• IMPACT: DIABETES MODEL - TEAM  Team Members o o o o o o o o o o o Front Desk Staff / Schedulers Nurses (floor, lab review) Physicians / Nurse Practitioners Interpreters Nurse Manager Clinic Manager Clinic Directors Dental Ophthalmology Podiatry Others! PROJECT IMPACT: DIABETES 12
  • IMPACT DIABETES: IMPLEMENTATION o Referrals o Pharmacist primary care visits during “PharmD” Clinic Days • • Varied from ½ to 1 full day per week Number of patient visits varied from 4 to 10 per half day o Patient Visits • • • Initial Follow-up Visit Length o Patient “Discharge” • Continued co-management is the norm PROJECT IMPACT: DIABETES 13
  • PharmD Diabetes Schedule PROJECT IMPACT: DIABETES 14
  • IMPACT DIABETES – PHARMACIST VISITS o o o o o o o o o Pre-round calls, chart review, and preparation Assessment of diabetes knowledge Medication review, reconciliation with focus on access Assessment of refill status – current medication supply / source Interview and review of systems Individualized education Foot Exams Vaccines Intensification of therapy to meet chronic disease goals • o o o o o o o o Diabetes, Hypertension, Lipids, ASA, ACEI – ARB use Provision of diabetes testing supplies and A1C goal incentives Individualized laboratory monitoring with POCT A1C when available Coordination with PCP and referrals (eye, social work, dental, counseling) Impact Diabetes Note: Assessment and plans for chart documentation Prescription refills Follow-up phone calls Relationships with patients Communication with providers PROJECT IMPACT: DIABETES 15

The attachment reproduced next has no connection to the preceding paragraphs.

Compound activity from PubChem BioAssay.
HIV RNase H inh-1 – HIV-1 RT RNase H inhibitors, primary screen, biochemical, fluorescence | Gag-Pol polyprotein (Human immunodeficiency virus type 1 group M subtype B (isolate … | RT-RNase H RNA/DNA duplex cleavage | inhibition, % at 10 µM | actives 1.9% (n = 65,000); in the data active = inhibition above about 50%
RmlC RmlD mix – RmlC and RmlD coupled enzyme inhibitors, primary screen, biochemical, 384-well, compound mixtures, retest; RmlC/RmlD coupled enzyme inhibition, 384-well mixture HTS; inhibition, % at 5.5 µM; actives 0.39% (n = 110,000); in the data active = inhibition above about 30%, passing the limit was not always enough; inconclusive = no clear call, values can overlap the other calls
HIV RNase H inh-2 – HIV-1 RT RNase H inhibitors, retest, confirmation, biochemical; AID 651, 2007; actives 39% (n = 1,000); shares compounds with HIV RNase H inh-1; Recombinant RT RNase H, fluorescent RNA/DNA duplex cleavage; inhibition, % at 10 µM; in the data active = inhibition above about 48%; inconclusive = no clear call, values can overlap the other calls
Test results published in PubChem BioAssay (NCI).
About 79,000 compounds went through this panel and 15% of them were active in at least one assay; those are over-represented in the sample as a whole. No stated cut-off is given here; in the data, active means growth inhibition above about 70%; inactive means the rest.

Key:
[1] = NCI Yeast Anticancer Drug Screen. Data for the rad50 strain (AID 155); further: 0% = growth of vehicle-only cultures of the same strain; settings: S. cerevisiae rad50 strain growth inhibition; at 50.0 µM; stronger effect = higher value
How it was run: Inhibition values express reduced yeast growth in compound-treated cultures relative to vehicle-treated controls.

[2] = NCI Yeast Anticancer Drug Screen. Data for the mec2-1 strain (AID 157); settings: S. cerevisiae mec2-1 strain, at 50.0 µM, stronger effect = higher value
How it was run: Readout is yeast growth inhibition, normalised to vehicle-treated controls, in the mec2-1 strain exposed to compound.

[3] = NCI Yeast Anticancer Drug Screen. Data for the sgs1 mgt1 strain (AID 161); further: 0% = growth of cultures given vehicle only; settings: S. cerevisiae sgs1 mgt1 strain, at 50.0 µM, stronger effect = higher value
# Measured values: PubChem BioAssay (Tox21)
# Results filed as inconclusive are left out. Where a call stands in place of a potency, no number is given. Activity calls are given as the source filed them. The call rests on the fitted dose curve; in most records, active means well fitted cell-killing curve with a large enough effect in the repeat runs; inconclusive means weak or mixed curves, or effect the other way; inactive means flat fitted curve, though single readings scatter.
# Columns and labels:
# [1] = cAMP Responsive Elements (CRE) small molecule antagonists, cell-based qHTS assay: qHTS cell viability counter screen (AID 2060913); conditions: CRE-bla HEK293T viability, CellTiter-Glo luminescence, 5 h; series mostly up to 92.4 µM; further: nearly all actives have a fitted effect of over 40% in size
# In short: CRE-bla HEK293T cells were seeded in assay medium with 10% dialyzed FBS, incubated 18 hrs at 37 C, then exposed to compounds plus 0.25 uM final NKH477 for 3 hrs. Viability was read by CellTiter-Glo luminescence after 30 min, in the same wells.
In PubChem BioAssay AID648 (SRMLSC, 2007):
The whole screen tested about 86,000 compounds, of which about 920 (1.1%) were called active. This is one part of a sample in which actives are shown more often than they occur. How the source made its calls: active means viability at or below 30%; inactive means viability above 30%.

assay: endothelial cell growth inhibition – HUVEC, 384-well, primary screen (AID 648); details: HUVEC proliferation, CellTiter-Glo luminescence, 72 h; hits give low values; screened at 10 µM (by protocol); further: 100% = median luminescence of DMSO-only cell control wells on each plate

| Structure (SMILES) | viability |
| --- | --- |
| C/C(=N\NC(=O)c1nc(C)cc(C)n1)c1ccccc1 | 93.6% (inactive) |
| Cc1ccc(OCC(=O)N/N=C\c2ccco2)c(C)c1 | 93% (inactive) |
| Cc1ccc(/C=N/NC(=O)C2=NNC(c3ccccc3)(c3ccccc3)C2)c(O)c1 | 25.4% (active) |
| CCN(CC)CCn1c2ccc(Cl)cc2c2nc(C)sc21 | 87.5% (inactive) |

• PharmD Diabetes Note PROJECT IMPACT: DIABETES 16
  • PharmD Diabetes Note PROJECT IMPACT: DIABETES 17
  • IMPACT DIABETES: OVERALL INTERIM RESULTS PROJECT IMPACT: DIABETES 18